From Chapter VI
. . . it’s really a matter of logic: big guys in front (they’re called linemen . . . as in guys on the line of scrimmage); smaller (also fast and quick) guys behind them (called backs . . . as in guys in back of the linemen in front). Geez! Could this stuff get any easier? Dew Drop Inn.

Football is For Lovers can be purchased at Amazon by clicking here.

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Book Review: Internet Dating is Not Like Ordering a Pizza by Cherie Burbach

online-dating-is-not-like-ordering-a-pizzaAuthor: Cherie Burbach
Title: Internet Dating is Not Like Ordering a Pizza
Paperback: 168 pages
Publisher: Bonjour Publishing
Genre: Nonfiction; Relationships
Language: English
ISBN: 0978974751
Purchase at Amazon here
Visit the author’s website here

When it comes to going through all the trials and tribulations of online dating, Cherie Burbach has been there, done that. A single girl in her mid-30s who had a great life, but no one to share it with, she shared a common statistic among women her age. A great job, outside interests, but no one seemed to fill those gigantic shoes of the infamous Mr. Right.

Despite her wonderful and active life, Cherie couldn’t help but to feel something was missing. She tried ignoring it, but it was a void she knew must be filled.

Cherie took to the Internet after finding out that guys who fit her criteria were a dime a dozen in the offline world. Before long, she found her Mr. Right who she married not too long afterwards.

But here’s the thing. Not everyone is that lucky. Finding love over the Internet takes much more than placing an ad or conversing with strangers in chatrooms. There are horror stories that could fill a book (in fact, I started one myself a few years ago, but never finished, and those stories would curl your toes).

So how did Cherie find her knight in shining armor?

Cherie’s newest book, Internet Dating is Not Like Ordering a Pizza, is a tell-all on how to look for love online and be successful.

She covers such topics as:

  • Having the right attitude
  • Creating the right profile (very important)
  • Where to meet safely
  • How to pay attention to your gut instincts
  • Body language
  • Why you should never give out any financial or personal information
  • Why you shouldn’t look for someone who is on the rebound (I know a no-brainer, but her points are worth reading)
  • Advice on what to say and not to say
  • Why you should put all your negativity in the baggage department where it belongs in the first place
  • And much, much more

As Cherie says, “Remember the title of this book. Internet dating is not like ordering a pizza. You can’t just pick up the phone or log on to a site and have the perfect person sent directly to your inbox! You do have to spend some time in order to see if someone you’ve just met might be right for you. Invest that time. you won’t regret it when you do finally meet the right one. And you will.”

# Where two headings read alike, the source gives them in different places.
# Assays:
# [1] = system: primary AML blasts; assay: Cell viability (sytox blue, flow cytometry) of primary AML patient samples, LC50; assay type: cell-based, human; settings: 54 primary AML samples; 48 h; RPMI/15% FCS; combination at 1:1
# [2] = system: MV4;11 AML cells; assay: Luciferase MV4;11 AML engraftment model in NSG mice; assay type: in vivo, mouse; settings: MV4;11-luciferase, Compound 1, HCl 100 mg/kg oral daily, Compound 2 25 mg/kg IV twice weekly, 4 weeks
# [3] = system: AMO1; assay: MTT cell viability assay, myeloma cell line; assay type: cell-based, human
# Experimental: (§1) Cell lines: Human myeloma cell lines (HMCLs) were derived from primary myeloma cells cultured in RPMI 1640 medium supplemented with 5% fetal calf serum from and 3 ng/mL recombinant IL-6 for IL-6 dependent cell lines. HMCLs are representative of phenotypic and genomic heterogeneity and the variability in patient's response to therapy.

Internet Dating is Not Like Ordering a Pizza is a reality check into the world of online dating. I highly recommend this book to anyone thinking about going to the Internet to find their Mr. (or Ms.) Right before you get yourself into an uncomfortable position. Follow her advice and you may find the person of your dreams, too!

Rating:

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4 Turning Pages

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Book Review: EASY ENTERTAINING FOR BEGINNERS by Patricia Mendez

Easy Entertaining for Beginners
Patricia Mendez
Cooking; Entertaining
Maple Heights Press
172pages

Purchase your copy here!

Readers don’t have to be gourmet chefs or nervous wrecks to host casual at-home entertaining. Beginners will have all of their questions answered, from what to serve to what to do. Included are 13 delicious complete menus with easy-to-follow recipes, full color photographs, ideas for music, activities and drinks. Checklists ease readers step-by-step through every phase of planning, preparation, and presentation. Readers will gain confidence and have a terrific time putting together successful celebrations.

What can you say bad about a book that not only gives you mouth-watering recipes, but tips on entertaining, too? Easy Entertaining for Beginners by Patricia Mendez gives us such tantalizing recipes as Beef Tenderloin Medallions with Savory Sauce (perfect for dinners with the in-laws!), Lemon Cupcakes with Cream Cheese Filling (perfect for themed children’s birthday parties!) and for the holidays approaching, such delights as how to cook that Thanksgiving turkey complete with instructions and how to make that perfect pumpkin pie.

But that’s not all. Inside this beautifully designed book complete with color photos, you get such great tips such as how to plan your first cocktail party, how to set a budget and prepare for special events, mistakes to avoid when entertaining and tips to ensure success with any dinner party.

Easy Entertaining for Beginners has everything you can imagine inside to help you when planning your next dinner party. An excellent book and I look forward to more books from the talented and gifted Patricia Mendez.

I just had to try out the Cadillac Margaritas. Ymmmm! Patricia gave me the exact ingredients to make two full pitchers and it was a hit at my last dinner party! What I loved about this book is that never have I come upon a book that was as good as Betty Crocker’s cookbook. Serious!

Also, I loved her writing style. Being a past editor, I pick up on typos, grammar mistakes, fluff to fill a book just to fill it with something and there was no sign that this book wasn’t excellently edited. And it’s always so much nicer to read a book that didn’t distract you from the contents because of all the mistakes and, believe me, there are a lot of them out there.